Miserable spring allergies? Why that's a good sign

April 25, 2012 at 2:10 PM ET

As you pull the 100th tissue from the box this allergy season, you can comfort yourself knowing your runny nose and itchy, watery eyes may be a sign that your immune system is functioning perfectly.

There are numerous reports that spring pollen really is hitting people harder than usual this year. But these allergic reactions are just the body’s way of protecting us from other environmental toxins that could do a lot worse than simply annoy us, according to a new report published in Nature.

The body has two types of immune responses, explains the study’s senior author, Ruslan Medzhitov, Ph. D., a professor of immunology at the Yale University Medical School.

The one we’re most familiar with, Type 1, is designed to kill off nasty pathogens such as viruses, bacteria and fungi.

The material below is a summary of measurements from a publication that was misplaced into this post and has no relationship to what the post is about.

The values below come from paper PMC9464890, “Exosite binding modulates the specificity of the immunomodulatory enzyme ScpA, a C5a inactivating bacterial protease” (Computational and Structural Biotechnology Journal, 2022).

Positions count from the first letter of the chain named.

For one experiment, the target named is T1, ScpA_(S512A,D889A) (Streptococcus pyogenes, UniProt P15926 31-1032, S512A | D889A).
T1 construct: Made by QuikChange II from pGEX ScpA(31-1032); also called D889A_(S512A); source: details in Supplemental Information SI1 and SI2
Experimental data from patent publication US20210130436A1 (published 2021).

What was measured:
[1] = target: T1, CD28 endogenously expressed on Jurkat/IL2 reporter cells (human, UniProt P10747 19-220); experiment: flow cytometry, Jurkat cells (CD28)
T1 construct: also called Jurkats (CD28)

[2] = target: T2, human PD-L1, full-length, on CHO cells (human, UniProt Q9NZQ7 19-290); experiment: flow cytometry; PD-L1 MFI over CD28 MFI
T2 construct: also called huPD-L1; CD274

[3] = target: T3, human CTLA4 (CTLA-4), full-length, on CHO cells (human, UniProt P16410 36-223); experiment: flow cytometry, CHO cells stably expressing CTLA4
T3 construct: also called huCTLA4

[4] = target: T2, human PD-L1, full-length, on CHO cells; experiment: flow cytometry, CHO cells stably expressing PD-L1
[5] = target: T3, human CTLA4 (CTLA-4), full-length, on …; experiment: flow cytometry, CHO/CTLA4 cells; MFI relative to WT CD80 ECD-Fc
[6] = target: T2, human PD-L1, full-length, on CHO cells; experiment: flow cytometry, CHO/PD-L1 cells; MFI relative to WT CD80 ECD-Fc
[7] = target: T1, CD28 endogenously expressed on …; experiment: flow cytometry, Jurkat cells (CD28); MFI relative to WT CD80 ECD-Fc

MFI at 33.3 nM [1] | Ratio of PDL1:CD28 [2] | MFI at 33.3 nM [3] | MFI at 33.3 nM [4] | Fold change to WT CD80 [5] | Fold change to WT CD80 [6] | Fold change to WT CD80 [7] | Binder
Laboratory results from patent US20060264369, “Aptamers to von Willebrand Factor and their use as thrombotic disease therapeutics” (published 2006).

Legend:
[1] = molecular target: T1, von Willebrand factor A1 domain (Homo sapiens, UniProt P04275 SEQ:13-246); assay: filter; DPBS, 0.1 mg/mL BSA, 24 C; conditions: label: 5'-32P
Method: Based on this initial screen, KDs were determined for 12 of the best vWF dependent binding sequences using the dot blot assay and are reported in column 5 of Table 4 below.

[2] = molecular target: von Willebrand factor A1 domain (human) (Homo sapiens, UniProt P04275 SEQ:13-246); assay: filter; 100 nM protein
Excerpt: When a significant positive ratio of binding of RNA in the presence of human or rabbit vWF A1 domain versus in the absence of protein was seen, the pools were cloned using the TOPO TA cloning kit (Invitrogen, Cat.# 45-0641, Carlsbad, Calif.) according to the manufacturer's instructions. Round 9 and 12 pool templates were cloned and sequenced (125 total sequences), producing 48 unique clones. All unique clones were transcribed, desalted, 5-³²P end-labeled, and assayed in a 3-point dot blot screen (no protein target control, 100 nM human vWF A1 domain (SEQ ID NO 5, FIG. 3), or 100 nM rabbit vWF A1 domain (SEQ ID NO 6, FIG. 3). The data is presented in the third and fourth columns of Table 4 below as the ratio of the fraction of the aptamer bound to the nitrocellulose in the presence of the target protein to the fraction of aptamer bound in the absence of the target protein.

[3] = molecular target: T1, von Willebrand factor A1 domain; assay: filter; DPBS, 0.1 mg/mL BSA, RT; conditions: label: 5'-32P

Type 2 battles a host of environmental hazards --  airborne pollutants like diesel exhaust, venoms, and noxious chemicals, for example -- with completely different weapons. Pollen won't hurt you, but it gets attacked because the body sees it as an irritant, just like diesel fumes. A runny nose will spew out pollutants we breathe in, while nasal inflammation will block, at least partly, more of these irritants from getting into the body where they can do harm.

Inflammation around a bug bite can stop a tick or a mosquito from getting to blood vessels if the skin responds fast enough. This will not only protect us from having our blood sucked out, but it may also prevent the transfer of dangerous pathogens like the malaria parasite.

Another strategy used by Type 2, Medzhitov explains, is to cause us enough discomfort to make us shy away from toxic plants like poison ivy and stinging insects like bees.

So, even though our reactions are vexing, Medzhitov says, “You should feel good about it because it means your body can reduce exposure to substances that are bad for you. “

There’s even been a hint in the scientific literature that people who are allergy prone are less likely to develop certain cancers, Medzhitov says.  “You can imagine if there’s some toxic substance in the environment that can be carcinogenic you might be better protected,” he adds.

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